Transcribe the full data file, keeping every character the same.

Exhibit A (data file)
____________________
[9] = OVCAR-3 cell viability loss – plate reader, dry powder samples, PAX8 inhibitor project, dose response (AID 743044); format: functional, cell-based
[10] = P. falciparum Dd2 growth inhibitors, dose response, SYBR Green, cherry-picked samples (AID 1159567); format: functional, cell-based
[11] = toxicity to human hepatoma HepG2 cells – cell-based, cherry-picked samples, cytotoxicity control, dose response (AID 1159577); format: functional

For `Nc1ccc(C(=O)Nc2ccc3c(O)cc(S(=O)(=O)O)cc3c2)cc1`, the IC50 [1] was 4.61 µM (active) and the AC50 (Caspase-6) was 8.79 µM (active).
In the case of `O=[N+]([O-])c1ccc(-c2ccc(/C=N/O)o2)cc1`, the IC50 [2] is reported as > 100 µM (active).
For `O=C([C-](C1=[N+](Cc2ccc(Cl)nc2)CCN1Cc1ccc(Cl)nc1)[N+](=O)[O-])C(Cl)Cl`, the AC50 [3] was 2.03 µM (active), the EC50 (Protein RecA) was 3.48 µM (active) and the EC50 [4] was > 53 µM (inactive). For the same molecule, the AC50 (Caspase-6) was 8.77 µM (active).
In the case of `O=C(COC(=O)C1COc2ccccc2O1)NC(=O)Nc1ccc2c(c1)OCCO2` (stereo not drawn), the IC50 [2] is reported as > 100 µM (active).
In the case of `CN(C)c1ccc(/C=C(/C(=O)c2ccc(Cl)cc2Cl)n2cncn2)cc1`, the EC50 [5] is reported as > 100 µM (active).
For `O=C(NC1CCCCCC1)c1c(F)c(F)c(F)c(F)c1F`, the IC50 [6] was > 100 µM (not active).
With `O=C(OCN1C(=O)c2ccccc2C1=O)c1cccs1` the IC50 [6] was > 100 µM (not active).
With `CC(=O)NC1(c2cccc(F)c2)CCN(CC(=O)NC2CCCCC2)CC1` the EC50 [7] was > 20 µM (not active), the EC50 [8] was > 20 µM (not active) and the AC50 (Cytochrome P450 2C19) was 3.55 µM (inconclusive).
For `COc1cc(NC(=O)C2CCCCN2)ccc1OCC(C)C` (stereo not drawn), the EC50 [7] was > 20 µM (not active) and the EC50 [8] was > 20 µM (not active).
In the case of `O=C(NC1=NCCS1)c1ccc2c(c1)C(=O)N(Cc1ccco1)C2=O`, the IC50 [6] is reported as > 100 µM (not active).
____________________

[9] = OVCAR-3 cell viability loss – plate reader, dry powder samples, PAX8 inhibitor project, dose response (AID 743044); format: functional, cell-based
[10] = P. falciparum Dd2 growth inhibitors, dose response, SYBR Green, cherry-picked samples (AID 1159567); format: functional, cell-based
[11] = toxicity to human hepatoma HepG2 cells – cell-based, cherry-picked samples, cytotoxicity control, dose response (AID 1159577); format: functional

For `Nc1ccc(C(=O)Nc2ccc3c(O)cc(S(=O)(=O)O)cc3c2)cc1`, the IC50 [1] was 4.61 µM (active) and the AC50 (Caspase-6) was 8.79 µM (active).
In the case of `O=[N+]([O-])c1ccc(-c2ccc(/C=N/O)o2)cc1`, the IC50 [2] is reported as > 100 µM (active).
For `O=C([C-](C1=[N+](Cc2ccc(Cl)nc2)CCN1Cc1ccc(Cl)nc1)[N+](=O)[O-])C(Cl)Cl`, the AC50 [3] was 2.03 µM (active), the EC50 (Protein RecA) was 3.48 µM (active) and the EC50 [4] was > 53 µM (inactive). For the same molecule, the AC50 (Caspase-6) was 8.77 µM (active).
In the case of `O=C(COC(=O)C1COc2ccccc2O1)NC(=O)Nc1ccc2c(c1)OCCO2` (stereo not drawn), the IC50 [2] is reported as > 100 µM (active).
In the case of `CN(C)c1ccc(/C=C(/C(=O)c2ccc(Cl)cc2Cl)n2cncn2)cc1`, the EC50 [5] is reported as > 100 µM (active).
For `O=C(NC1CCCCCC1)c1c(F)c(F)c(F)c(F)c1F`, the IC50 [6] was > 100 µM (not active).
With `O=C(OCN1C(=O)c2ccccc2C1=O)c1cccs1` the IC50 [6] was > 100 µM (not active).
With `CC(=O)NC1(c2cccc(F)c2)CCN(CC(=O)NC2CCCCC2)CC1` the EC50 [7] was > 20 µM (not active), the EC50 [8] was > 20 µM (not active) and the AC50 (Cytochrome P450 2C19) was 3.55 µM (inconclusive).
For `COc1cc(NC(=O)C2CCCCN2)ccc1OCC(C)C` (stereo not drawn), the EC50 [7] was > 20 µM (not active) and the EC50 [8] was > 20 µM (not active).
In the case of `O=C(NC1=NCCS1)c1ccc2c(c1)C(=O)N(Cc1ccco1)C2=O`, the IC50 [6] is reported as > 100 µM (not active).